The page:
tb.Foreground = (kvp.Value ? Brushes.Black : Brushes.Red);
            tb.HorizontalContentAlignment = HorizontalAlignment.Center;
            tb.VerticalContentAlignment = VerticalAlignment.Center;
            tb.RenderTransform = AddT(trans, TranslateT(0.25, 0.0, ScaleT(0.005, 0.005, new TransformGroup())));
            tb.Text = kvp.Key.ToString();
            // left child in bottom-left quadrant 
            l(AddT(trans, TranslateT(0.0, 0.5, ScaleT(0.5, 0.5, new TransformGroup()))));
            // right child in bottom-right quadrant 
            r(AddT(trans, TranslateT(0.5, 0.5, ScaleT(0.5, 0.5, new TransformGroup()))));
            return null;
        }, _ => null, tree)(new TransformGroup());

    public MyWPFWindow(Tree<KeyValuePair<int, bool>> tree)
        var canvas = new Canvas();
        canvas.Background = Brushes.Blue;
        canvas.LayoutTransform=new ScaleTransform(200.0, 200.0);
        Draw(canvas, tree);
        this.Content = canvas;
        this.Title = "MyWPFWindow";
        this.SizeToContent = SizeToContent.WidthAndHeight;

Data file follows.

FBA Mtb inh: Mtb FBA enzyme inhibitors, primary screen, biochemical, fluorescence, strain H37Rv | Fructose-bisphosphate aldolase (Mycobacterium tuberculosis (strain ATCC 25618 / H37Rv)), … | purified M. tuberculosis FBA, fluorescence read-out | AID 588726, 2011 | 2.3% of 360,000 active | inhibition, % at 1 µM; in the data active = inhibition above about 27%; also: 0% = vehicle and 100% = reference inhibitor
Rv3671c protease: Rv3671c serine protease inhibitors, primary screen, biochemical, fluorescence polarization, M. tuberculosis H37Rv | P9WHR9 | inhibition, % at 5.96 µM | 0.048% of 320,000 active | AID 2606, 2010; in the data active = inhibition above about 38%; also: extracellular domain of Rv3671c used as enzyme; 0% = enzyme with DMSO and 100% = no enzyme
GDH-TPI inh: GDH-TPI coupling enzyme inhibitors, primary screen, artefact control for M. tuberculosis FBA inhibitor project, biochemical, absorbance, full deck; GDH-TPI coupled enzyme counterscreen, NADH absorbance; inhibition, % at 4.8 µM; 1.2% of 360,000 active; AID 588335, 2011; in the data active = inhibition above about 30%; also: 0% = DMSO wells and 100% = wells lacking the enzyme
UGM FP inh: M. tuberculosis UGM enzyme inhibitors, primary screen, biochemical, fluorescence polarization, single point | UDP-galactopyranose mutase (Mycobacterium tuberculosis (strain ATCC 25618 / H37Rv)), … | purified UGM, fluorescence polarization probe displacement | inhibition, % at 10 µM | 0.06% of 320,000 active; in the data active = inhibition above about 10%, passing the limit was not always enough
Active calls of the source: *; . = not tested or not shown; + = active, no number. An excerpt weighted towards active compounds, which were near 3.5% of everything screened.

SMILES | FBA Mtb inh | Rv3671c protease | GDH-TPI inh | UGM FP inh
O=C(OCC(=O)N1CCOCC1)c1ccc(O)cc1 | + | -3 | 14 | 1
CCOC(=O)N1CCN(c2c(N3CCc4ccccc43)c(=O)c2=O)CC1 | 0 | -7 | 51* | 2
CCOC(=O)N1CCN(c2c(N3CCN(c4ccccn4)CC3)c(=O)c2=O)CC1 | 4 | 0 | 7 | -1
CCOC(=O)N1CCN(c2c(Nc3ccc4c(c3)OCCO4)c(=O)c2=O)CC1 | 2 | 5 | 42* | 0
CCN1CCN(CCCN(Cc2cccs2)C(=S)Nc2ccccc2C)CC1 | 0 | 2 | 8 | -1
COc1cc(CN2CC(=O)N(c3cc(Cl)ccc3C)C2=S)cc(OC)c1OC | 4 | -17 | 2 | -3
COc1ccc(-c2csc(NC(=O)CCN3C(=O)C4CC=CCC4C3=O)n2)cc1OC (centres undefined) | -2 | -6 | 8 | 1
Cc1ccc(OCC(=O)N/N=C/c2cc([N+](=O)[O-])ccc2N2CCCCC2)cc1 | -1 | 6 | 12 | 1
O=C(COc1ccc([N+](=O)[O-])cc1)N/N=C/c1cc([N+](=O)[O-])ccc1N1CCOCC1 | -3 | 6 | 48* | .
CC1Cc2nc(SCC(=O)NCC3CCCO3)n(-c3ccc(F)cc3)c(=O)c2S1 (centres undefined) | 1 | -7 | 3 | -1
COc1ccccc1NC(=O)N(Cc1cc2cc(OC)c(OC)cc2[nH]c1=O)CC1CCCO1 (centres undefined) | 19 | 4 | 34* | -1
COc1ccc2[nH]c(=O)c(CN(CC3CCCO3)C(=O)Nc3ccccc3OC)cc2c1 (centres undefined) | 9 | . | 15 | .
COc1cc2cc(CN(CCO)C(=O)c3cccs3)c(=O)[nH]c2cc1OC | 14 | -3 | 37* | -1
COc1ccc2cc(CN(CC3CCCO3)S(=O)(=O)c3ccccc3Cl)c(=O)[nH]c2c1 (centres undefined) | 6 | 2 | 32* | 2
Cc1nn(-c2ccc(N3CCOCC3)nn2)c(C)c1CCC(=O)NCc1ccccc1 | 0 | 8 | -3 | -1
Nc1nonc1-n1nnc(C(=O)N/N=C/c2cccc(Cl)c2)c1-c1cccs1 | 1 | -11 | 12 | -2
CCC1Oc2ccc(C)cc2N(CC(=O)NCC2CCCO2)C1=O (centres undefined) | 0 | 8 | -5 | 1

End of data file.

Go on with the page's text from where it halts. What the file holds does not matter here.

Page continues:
TransformGroup AddT(Transform t, TransformGroup tg) { tg.Children.Add(t); return tg; }
    TransformGroup ScaleT(double x, double y, TransformGroup tg) { tg.Children.Add(new ScaleTransform(x,y)); return tg; }
    TransformGroup TranslateT(double x, double y, TransformGroup tg) { tg.Children.Add(new TranslateTransform(x,y)); return tg; }

    static void Main(string[] args)
        var app = new Application();
        //app.Run(new MyWPFWindow(Tree.DiffTree(Tree.Tree7,Example.Change5to0(Tree.Tree7))));
        app.Run(new MyWPFWindow(Tree.DiffTree(Tree.Tree7, Example.XChange5to0(Tree.Tree7))));
Score: 11

I've been doing more reading, including 12 a Micorosft Research paper on functional programming with catamorphisms ("bananas"), and it seems 11 that catamorphism just refers to any function that takes 10 a list and typically breaks it down to a 9 single value (IEnumerable<A> => B), like Max(), Min(), and in the general 8 case, Aggregate(), would all be a catamorphisms for 7 lists.